Definition of Theory

The best part of generating and testing hypotheses is that it draws upon students' natural curiosity.  Generating and testing hypotheses requires students to be thinkers who come up with their own questions and problems. Once students demonstrate a solid understanding of concepts being taught, and can perform new skills, they are ready to experiment with the new knowledge.  Students then develop questions and problems, and propose possible answers and solutions.  This happens to be one of the strategies that occur naturally in an active classroom.  Teachers can use the process with different tasks across all disciplines. Marzano, Pollack and Pickering identify six different types of tasks one can use with students to engage them in generating and testing hypotheses: systems analysis, problem solving, decision-making, historical investigation, experimental inquiry, and invention.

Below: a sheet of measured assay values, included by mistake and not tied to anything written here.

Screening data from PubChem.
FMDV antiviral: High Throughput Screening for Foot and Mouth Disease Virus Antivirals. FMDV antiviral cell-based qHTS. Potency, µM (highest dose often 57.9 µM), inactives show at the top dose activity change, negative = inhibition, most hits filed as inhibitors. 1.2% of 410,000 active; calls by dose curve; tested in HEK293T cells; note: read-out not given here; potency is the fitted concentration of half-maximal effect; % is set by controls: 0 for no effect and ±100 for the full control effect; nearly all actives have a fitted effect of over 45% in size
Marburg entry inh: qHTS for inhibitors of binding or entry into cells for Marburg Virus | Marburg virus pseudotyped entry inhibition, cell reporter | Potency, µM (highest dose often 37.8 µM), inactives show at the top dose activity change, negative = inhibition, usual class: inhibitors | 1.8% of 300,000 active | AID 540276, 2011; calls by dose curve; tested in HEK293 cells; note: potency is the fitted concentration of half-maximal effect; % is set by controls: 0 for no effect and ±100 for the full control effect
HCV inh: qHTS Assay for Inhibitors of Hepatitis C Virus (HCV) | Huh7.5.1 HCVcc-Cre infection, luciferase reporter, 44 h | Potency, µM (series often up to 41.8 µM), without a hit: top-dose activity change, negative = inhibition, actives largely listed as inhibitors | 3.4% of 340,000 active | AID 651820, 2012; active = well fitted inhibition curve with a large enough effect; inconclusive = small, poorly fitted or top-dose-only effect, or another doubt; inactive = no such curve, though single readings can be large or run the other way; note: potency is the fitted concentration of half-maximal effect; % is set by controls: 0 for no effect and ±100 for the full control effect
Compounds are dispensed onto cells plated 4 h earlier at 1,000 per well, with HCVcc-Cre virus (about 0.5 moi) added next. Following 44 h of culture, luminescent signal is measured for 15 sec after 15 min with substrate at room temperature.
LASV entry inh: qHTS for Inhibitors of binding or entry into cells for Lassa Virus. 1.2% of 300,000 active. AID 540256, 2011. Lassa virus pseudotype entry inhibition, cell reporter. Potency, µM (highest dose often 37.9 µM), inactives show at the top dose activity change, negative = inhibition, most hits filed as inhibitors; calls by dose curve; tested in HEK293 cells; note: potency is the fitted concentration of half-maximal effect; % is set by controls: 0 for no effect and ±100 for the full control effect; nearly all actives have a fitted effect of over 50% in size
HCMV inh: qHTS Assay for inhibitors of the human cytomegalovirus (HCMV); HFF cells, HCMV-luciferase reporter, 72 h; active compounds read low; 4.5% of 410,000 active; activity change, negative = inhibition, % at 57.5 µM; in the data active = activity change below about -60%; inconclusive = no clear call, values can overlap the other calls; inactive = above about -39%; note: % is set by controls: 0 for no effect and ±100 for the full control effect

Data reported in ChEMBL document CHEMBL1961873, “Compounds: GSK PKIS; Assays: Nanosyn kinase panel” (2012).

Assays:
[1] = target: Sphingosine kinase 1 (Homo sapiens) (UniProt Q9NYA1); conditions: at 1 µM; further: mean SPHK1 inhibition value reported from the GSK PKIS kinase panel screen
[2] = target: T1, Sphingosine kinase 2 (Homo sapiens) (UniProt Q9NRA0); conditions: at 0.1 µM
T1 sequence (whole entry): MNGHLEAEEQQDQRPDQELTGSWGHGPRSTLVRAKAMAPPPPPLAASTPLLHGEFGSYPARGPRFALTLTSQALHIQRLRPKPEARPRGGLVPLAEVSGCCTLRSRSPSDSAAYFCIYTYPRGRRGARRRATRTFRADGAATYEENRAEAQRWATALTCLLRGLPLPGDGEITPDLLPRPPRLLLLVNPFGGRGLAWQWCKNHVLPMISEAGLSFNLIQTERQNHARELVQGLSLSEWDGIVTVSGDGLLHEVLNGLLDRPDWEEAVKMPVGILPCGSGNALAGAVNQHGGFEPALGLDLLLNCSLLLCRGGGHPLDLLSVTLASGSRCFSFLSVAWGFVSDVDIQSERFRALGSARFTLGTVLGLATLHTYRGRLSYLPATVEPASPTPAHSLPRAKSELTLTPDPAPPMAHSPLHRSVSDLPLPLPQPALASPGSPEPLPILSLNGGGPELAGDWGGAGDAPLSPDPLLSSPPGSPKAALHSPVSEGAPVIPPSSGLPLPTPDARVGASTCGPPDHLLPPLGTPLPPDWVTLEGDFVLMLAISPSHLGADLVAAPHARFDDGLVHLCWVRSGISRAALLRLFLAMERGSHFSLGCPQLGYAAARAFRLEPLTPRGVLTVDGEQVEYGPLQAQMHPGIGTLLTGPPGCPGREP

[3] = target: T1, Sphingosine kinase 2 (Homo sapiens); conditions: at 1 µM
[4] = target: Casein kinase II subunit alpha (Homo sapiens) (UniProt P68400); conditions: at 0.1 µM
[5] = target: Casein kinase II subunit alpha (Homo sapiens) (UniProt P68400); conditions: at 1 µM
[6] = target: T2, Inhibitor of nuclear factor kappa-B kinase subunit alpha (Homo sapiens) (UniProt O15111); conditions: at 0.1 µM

Articles on Best Practice:

Helping Students Work Through Mathematical Conjectures: Hillen, Amy & Tad Watanabe excerpt from Marshall Memo January 2014

A Critique of Discovery/INquiry/Constructivist/Problem-Based Teaching, Clark, Kirschner, & Sweller Spring 2012 excerpt Marshall Memo

Thought Experiments in the Classroom: Robert J. Marzano, ASCD November 2011

The Perils & Promises of Discovery Learning: Robert Marzano September 2011